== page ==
9 If the molecule has a permanent dipole moment as well there are dipoledipole interactions. where μ is the ground state dipole moment. Note that the factor of kt in the denominator signifies that u d,d (r) = 2μ 1 μ 2 4πε 0 3kT 1 r 6 thermal fluctuations tend to disrupt interactions between the dipole moments and to reduce the magnitude of this term.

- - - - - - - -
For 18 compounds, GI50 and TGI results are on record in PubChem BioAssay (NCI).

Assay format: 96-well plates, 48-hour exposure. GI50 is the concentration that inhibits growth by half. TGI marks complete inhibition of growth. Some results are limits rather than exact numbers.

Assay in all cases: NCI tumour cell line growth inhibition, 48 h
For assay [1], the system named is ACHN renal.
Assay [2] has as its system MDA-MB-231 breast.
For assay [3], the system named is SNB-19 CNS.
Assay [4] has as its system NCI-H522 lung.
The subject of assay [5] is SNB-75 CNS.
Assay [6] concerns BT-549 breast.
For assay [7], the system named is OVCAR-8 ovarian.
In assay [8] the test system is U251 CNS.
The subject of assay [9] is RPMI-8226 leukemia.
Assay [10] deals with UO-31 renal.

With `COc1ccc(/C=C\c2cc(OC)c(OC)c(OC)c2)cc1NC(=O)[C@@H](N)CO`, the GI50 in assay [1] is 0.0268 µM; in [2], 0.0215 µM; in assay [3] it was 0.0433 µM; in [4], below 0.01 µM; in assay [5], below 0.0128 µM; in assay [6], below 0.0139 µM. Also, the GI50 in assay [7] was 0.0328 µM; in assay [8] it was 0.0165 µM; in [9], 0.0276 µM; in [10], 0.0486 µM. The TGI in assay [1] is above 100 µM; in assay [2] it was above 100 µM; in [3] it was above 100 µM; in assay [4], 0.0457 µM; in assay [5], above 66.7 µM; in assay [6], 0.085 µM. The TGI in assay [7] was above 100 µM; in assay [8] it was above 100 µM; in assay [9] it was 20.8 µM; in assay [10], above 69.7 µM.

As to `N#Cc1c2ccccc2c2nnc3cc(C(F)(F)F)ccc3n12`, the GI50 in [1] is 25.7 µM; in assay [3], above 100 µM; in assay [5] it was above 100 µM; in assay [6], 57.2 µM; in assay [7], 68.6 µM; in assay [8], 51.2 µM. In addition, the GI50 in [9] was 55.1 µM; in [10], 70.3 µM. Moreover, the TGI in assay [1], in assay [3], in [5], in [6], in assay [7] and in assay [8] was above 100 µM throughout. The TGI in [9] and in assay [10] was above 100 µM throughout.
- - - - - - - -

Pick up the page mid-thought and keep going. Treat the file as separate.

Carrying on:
10 The attractive force is a mutual electrostatic interaction. The repulsive force is due to the finite dimension of molecules. One common model for the potential energy surface is the Lennard- Jones potential. u(r) = c 12 r c 6 12 r 6 The r -12 term accounts for repulsion due to molecular radii. This term replaces the hard sphere model. The r -6 term accounts for attraction at larger distances. Contributions to the r -6 term include both dipole-dipole and induceddipole-induced-dipole interactions. Energy Potential Energy Surface Internuclear Distance, r Van der Waal's gas: macroscopic equation Finite Electrostatic Size Attraction There are non-ideal equations of state designed to account for the deviations of gases from ideal behavior. The best known of these is the van der Waals equation Where V bar designates the molar volume. The constants a and b are called van der Waals constants, and they depend on the gas being described. The parameter a depends on the strength of intermolecular interactions. The parameter b depends on the size of the molecules. u(r) d Repulsive Attractive P + a V 2 V b = RT